Chart 3


Table 1: Share of term premium in bond yields variations (in per cent)
Tenure India Share US Share
1 year 26.74 41.36
5 years 64.09 55.91
10 years 84.36 65.43
Source: Author’s calculations.

From Table 1, it can be seen that the term premium on an average, explains only about 27 per cent of the fluctuations in the Indian short-term yields. This implies that around 73 per cent of the variations in the short-term yields are due to changes in expectation of the short rates in the next year. In contrast, the term premium explains around 84 per cent of the fluctuations in the long-term yields. In the case of the US, the share is lower at 65 per cent. These findings are in line with Wright (2011), who finds that in the case of the OECD countries, the fluctuations in long-term yields are overwhelmingly explained by term premium. In the US, the share of term premium in determining the yield changes is much lesser across longer tenures.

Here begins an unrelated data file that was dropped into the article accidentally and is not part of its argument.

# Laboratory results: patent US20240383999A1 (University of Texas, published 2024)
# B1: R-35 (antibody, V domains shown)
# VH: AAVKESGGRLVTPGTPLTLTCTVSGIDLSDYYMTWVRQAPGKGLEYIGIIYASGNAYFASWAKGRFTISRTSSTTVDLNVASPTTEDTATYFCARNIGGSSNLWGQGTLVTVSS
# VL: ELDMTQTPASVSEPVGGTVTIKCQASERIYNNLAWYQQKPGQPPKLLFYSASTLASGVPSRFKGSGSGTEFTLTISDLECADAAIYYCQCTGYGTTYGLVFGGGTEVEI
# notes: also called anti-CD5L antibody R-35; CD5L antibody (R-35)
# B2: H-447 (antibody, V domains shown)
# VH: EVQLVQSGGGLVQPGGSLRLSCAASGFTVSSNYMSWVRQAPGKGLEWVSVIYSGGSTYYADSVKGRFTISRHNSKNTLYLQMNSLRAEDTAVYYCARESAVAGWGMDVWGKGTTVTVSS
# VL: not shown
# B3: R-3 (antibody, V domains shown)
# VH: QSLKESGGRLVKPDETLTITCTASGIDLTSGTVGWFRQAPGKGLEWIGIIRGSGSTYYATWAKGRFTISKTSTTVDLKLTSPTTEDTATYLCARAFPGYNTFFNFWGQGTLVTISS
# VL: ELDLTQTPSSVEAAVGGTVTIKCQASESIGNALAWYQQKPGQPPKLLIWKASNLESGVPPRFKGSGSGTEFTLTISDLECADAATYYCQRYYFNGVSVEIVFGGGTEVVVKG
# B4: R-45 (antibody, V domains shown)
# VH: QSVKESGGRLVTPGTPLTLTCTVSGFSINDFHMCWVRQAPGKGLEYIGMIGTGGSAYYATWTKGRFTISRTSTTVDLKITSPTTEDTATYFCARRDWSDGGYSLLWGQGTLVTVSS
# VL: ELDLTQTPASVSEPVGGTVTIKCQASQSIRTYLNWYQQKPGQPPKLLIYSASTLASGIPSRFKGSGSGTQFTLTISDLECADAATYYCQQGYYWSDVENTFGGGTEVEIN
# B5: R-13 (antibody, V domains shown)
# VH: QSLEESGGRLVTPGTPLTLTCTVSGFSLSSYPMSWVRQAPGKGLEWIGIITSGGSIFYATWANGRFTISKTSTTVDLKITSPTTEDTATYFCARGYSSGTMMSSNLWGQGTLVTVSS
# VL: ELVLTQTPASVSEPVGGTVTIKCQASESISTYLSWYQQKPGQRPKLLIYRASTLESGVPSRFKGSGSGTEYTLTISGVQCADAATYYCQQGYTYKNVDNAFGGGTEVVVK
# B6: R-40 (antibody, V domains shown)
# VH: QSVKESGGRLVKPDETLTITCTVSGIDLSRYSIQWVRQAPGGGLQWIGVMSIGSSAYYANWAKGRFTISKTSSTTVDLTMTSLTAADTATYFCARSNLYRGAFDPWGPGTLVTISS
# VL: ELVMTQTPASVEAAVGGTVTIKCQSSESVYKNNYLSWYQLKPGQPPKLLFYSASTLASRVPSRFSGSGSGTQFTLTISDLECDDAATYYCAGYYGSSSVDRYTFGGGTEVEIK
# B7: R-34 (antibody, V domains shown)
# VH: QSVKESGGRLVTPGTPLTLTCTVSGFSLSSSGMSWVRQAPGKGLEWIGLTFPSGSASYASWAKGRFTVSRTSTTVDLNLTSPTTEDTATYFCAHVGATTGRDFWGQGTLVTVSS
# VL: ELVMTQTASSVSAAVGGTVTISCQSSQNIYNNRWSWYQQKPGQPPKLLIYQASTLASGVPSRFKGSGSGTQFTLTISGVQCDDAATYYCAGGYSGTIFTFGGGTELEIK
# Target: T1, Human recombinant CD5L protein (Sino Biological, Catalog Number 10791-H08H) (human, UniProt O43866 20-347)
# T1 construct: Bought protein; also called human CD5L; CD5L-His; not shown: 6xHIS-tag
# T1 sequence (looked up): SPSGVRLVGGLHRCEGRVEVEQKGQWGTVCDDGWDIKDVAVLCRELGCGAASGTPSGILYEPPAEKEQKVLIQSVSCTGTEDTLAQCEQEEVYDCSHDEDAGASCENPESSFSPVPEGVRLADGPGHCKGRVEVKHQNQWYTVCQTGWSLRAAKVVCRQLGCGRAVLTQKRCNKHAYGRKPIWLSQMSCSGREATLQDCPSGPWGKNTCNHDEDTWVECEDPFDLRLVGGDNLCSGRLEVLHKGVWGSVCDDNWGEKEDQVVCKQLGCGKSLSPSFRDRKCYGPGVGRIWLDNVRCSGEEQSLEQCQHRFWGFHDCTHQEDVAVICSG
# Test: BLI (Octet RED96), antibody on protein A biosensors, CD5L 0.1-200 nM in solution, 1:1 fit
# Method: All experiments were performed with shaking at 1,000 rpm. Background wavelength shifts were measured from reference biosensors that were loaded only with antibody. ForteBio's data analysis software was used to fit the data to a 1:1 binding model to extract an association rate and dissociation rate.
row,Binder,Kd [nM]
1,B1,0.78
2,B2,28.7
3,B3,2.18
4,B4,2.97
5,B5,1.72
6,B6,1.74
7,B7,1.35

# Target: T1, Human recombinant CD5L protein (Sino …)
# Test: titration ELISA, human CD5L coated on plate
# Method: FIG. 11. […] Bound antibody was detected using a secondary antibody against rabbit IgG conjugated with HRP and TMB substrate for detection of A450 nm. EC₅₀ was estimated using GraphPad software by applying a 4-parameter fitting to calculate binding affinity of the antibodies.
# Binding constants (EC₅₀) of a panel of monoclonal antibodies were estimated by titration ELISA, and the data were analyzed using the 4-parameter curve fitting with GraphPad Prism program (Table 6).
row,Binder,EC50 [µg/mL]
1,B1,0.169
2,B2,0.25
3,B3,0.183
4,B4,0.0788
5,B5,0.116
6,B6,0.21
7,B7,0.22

The co-movement of the 10-year US term premium and that of India is given in Chart 4. As evident from Chart 4, it can be seen that the term premia have declined during the considered period, with the decline appearing prominent during the period from 2013 to 2019. This is consistent with the global downward trend in term premia as observed by Cohen et al. (2018). The decreasing trend in the term premia during 2009–13 ended around the time of the taper tantrum episode of 2013. A higher term premia post the taper tantrum indicates that the long-term interest rates were higher than expected, and the bond market participants were expecting to earn risk premium for holding bonds for a longer term. As noted by Cohen et al. (2018), the comments from the US Fed officials, in conjunction with the purchases made by the US Fed, could have caused the term premia to increase.